Quinnipiac University College of Arts and Sciences

On Learning Communities

In Faculty, Teaching on September 24, 2012 at 5:01 pm

One Experiment in Forging Learning Communities

by Paul LoCasto, Associate Professor of Psychology

Below I describe a small pilot experiment outlining a specific, high-impact learning community appropriate to the learning paradigm conversations we have been having in the College of Arts and Sciences and at Quinnipiac University in general. It is meant as one potential answer to the question—‘What might a learning community look like at Quinnipiac University?’ Developing out of the philosophy of the College of Arts and Sciences Action Plan, the purpose of the Experimental Program is to educate students in a process of self-directed growth necessary to meet the challenges of an ever-changing world. This requires students to build a sense of personal responsibility for their own lives and the world they live in. They begin to do this by considering the issues and obstacles in constructing a life—including a work-life—that will sustain meaningfulness across a lifespan; by grappling with “ideas that would make the world, and their own lives, intelligible to them” as E.F. Schumacher (1973) has put it. Through a process of deep learning, students recognize that they are the architects of their own lives and engage in self-directed, intelligent living. A student of the experimental program asks “show me how to think and how to choose”—(as quoted in DelBanco, 2012, p.15) rather than ‘tell me the answer’.

Deep learning is the mechanism through which self-direction develops. For the Experimental Program (EP), deep learning is ultimately self-directed; benefits from ‘learning cycles’ that are longer and deeper than typically implied in traditional 50-75 minute classes; requires cycles that both progress across material but also refer back to themselves and prior cycles in order to build meta-cognitive skills (i.e. habits of mind); benefits from cycles that require both doing and also thinking about what they have done (i.e. “experiment and reflect”—the ‘gift of time’); most easily develops when content is integrated and centered around a problem or point of inquiry ; develops from particulars to first principles; is based upon fundamental reading, writing, and speaking skills; requires students to ‘learn about learning’; and benefits from a redefinition of traditional teacher/learner roles.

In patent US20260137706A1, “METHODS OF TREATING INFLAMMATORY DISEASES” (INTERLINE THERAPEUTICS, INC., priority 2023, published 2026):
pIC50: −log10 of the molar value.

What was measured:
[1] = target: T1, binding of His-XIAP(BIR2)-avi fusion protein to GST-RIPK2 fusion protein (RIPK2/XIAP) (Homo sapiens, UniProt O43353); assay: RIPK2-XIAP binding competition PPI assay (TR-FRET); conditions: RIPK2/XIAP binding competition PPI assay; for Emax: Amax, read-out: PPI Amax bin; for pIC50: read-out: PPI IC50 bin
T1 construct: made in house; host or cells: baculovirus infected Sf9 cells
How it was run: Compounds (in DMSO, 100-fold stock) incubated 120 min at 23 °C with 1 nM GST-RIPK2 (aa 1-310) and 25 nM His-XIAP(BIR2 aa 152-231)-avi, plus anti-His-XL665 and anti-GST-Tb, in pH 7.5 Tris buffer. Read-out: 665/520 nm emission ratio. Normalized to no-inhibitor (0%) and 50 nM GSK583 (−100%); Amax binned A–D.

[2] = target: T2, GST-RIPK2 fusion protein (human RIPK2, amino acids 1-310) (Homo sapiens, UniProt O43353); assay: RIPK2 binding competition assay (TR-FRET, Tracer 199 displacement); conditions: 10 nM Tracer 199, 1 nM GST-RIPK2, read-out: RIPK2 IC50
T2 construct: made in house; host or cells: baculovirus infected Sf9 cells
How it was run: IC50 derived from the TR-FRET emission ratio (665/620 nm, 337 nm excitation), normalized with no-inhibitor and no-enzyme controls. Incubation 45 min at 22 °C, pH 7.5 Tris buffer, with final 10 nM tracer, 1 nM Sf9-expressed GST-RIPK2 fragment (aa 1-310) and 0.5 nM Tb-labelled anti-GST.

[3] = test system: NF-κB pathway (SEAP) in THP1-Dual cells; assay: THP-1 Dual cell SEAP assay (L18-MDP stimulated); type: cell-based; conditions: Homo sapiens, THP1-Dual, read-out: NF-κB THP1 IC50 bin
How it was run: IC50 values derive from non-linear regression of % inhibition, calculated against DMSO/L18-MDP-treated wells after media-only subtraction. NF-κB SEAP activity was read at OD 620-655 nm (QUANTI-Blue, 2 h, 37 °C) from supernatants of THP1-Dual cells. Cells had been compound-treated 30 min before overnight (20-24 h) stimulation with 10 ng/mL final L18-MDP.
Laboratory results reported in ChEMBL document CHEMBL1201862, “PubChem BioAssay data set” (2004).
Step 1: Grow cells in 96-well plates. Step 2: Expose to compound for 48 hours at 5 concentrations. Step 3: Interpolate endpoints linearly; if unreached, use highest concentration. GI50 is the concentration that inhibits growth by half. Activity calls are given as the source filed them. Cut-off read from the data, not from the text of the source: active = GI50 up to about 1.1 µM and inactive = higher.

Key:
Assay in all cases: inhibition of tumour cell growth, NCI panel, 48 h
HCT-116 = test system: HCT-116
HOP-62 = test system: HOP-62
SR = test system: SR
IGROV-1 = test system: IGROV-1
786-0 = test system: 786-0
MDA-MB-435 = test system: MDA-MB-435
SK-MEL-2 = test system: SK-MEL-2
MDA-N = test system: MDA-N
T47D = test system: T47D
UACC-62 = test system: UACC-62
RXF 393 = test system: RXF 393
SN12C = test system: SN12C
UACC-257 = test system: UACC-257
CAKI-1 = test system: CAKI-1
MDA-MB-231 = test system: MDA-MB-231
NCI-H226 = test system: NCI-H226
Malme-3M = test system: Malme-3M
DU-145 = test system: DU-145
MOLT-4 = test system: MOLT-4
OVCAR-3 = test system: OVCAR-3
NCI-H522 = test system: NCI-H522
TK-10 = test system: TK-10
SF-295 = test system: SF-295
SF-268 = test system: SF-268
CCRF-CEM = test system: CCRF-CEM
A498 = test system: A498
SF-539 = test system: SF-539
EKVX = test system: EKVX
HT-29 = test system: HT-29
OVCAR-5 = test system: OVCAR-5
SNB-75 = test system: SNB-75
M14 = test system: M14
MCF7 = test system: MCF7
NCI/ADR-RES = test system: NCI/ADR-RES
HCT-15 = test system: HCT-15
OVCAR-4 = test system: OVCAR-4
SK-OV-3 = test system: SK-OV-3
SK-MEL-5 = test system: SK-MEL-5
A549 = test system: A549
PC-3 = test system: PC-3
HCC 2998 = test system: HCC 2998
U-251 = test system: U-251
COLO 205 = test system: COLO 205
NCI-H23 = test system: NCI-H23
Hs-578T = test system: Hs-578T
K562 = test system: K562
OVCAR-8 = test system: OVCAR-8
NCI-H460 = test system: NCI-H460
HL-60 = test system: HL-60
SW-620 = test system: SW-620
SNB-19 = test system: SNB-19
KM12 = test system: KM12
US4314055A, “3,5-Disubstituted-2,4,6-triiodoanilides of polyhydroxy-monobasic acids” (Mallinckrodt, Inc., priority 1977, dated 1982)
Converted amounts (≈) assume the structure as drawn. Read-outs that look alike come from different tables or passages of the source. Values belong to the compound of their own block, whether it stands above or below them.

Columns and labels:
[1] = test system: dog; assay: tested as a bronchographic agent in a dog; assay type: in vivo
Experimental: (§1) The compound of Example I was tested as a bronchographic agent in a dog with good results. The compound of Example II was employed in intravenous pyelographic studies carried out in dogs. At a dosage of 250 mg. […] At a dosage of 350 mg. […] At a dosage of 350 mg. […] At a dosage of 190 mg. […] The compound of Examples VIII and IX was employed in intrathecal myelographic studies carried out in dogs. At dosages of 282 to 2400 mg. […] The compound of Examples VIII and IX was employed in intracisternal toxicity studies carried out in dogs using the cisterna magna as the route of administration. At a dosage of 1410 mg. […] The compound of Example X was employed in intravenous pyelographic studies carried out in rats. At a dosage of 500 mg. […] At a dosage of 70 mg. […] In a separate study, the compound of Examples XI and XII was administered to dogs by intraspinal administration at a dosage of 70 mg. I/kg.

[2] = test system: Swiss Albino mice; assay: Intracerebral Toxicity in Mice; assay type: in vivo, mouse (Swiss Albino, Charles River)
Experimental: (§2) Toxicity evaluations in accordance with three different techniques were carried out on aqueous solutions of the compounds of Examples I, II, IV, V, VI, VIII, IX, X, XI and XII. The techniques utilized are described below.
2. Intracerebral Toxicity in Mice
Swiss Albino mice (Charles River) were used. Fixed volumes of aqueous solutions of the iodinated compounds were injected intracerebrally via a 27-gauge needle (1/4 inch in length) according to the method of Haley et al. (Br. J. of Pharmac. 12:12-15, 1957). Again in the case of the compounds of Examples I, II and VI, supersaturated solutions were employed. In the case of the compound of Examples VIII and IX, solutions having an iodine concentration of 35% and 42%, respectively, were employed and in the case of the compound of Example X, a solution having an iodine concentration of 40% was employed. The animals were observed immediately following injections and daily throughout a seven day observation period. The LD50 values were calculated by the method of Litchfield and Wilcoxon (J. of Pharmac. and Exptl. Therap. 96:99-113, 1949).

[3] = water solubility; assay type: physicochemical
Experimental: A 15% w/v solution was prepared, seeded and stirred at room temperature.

Learning Cycles & the Development of Self-Directed Learning

A fundamental principle of the proposal developed here is that the structure of the experimental program works with the learner’s own forces (e.g. desires, goals) rather than by imposing our own specific learning goals. Given this, faculty primarily act as models of mature learning rather than experts or authorities. As students’ begin to practice the mature learner’s habits of mind they must become aware of their own cycles—what Harrison (1977) refers to as cycles of “advance and retreat” what the EP refer to as periods of “experimenting and reflecting”—as they migrate from an externally driven process toward an internally driven process of learning. As this process unfolds, there is a gradual transference of responsibility for learning until students are “fully and firmly responsible for what [they] learn, what learning activities [they] engage in, with whom [they] work, and what cycle of work and rest [they] use to pattern [their] day” (Harrison, 1977 p. 78).